Teaching Philosophy

As a geographer, I have always been interested in exploring the complex relationships between societies and the environment. By engaging students in applied learning, critical thinking, and self-reflection, I aim to cultivate my students’ ability to consider multiple viewpoints when dealing with complicated issues.  By emphasizing positive teacher-student interactions and student diversity, I aim to encourage my students to enjoy learning throughout their lifetime.  I have always enjoyed teaching and appreciated the reward of seeing the growth in my students.  Throughout my academic career, I will continue refining my teaching skills and make teaching a life-long learning process for myself as well.

  • Applied Learning

I am a firm believer in the model of applied learning, which not only connects knowledge with real-world issues, but also promotes independent learning among students.  Delivering fundamental information and ideas about a subject matter is the foundation of teaching.  Equally important is to facilitate students in applying their newly acquired knowledge to contemporary issues that interest them.  In my teaching, I integrate practical projects into my curricula.  With my research expertise in community-based natural resource management, I collaborate with local communities on hands-on environmental projects.  Through applied learning, I aim not only to train students with practical skills, but also to nurture their inclination toward serving the society.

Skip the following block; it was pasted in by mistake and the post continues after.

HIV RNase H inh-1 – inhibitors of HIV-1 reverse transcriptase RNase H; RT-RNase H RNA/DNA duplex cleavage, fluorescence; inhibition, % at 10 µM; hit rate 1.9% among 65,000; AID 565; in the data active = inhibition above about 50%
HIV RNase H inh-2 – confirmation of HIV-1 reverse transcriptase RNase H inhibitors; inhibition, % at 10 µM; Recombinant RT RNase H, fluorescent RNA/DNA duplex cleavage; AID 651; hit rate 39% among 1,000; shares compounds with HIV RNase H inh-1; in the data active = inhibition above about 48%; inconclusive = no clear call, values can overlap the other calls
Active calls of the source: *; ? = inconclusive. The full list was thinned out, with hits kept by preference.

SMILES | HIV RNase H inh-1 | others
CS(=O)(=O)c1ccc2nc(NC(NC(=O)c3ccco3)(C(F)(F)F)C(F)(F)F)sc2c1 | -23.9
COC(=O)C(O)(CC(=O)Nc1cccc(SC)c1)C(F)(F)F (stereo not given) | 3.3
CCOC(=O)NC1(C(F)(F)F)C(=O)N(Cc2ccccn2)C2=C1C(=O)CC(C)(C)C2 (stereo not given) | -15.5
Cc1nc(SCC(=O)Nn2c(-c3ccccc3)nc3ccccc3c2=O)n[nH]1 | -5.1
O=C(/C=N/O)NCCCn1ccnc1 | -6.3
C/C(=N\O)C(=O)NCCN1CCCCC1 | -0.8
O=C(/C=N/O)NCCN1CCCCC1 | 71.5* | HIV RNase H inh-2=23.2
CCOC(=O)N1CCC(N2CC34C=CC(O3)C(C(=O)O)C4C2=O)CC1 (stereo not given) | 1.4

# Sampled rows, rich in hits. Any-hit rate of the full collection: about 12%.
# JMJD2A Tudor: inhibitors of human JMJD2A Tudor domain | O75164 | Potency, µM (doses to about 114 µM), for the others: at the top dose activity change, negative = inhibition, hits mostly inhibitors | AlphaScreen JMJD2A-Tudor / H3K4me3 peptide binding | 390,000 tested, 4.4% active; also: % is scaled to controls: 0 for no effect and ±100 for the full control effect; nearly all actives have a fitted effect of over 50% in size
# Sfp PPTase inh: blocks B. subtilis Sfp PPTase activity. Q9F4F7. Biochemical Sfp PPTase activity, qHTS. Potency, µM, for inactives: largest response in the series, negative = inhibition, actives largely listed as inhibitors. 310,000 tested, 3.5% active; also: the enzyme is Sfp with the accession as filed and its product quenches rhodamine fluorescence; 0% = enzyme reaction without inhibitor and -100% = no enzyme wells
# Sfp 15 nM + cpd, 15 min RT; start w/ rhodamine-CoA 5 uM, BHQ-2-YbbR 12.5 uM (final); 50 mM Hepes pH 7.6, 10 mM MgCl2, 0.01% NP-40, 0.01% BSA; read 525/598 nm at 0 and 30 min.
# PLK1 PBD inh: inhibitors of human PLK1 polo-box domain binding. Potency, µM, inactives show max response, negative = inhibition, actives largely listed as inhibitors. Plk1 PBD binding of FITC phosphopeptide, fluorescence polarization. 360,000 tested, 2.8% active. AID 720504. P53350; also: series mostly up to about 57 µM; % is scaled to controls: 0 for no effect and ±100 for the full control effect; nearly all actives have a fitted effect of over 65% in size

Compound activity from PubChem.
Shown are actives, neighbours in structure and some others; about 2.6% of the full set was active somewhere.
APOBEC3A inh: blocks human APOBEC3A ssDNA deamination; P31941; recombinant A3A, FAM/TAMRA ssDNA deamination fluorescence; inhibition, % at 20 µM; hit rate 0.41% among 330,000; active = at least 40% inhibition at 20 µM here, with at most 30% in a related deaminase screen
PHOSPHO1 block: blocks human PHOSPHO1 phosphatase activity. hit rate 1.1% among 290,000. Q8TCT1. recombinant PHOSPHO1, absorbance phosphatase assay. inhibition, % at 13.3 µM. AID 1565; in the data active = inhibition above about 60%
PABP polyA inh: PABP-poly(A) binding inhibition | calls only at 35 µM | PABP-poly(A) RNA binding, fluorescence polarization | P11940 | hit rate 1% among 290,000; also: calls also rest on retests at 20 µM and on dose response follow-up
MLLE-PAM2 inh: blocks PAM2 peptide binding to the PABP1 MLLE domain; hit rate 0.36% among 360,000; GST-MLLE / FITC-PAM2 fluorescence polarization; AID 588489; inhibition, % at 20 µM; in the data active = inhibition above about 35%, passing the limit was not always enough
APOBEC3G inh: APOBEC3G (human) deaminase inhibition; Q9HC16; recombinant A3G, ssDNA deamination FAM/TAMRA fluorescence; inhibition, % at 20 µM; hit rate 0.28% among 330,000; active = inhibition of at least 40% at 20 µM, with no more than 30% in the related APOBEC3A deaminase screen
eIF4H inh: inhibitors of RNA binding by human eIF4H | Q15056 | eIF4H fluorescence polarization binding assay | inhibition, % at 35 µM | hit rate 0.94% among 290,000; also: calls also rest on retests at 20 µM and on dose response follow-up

• Critical Thinking and Self-Reflection

Another facet to my teaching is to cultivate critical thinking and self-reflection in students.  Especially for courses in environmental studies, it is important to challenge students to think beyond what they are familiar with and to develop their sensitivity to diversity among social groups.  One of the core messages I would like to pass on to my students is that there are different perspectives on all social and environmental issues.  As civilized individuals, we should try to understand the causes of these differences and reflect on approaches to resolve conflicts and integrate diversity.

  • Positive Teacher-Student Interactions and Attention to Student Diversity

I believe that teaching should always be a mutual activity.  Positive teacher-student interactions not only allow me to evaluate my own teaching, but also promote active learning environments.  In my teaching, I put emphasis on students and actively solicit their feedback to ensure positive learning experience.  Another aspect to positive teacher-student interactions is attention to student diversity.  The student population consists of people with diverse social backgrounds and varying degrees of strengths and weakness in different learning styles.  Therefore, no one single teaching approach can be received equally well by all students.  To address students’ individual needs, I adopt diverse teaching strategies and evaluation methods.  Through different means of teaching, such as case studies, group discussions, fieldtrips, personal journals, and role plays, I try to provide a variety of learning experience to my students and make an effort to ensure that everyone feels involved.  I believe that everyone has an equal right to education, and, as a teacher, I should do my best to facilitate the learning experience

Teaching Experience

University of Washington, Program on the Environment

Environment 100 – Environmental Studies: Interdisciplinary Foundations
Environment 250 – Environmental Studies: Data Types and Collection Methods
Environment 300 – Environmental Studies: Synthesis and Application
Environment 495C – Socio-Environmental Data Analysis Workshop

Highline College, Department of Geography

Geography 100 – Survey of Geography (Hybrid Class)

University of Wisconsin-Madison, Department of Geography

Geography 120 Global Physical Environments
Geography 339 Environmental Conservation
Geography 370 Introduction to Cartography
Geography 377 Introduction to GIS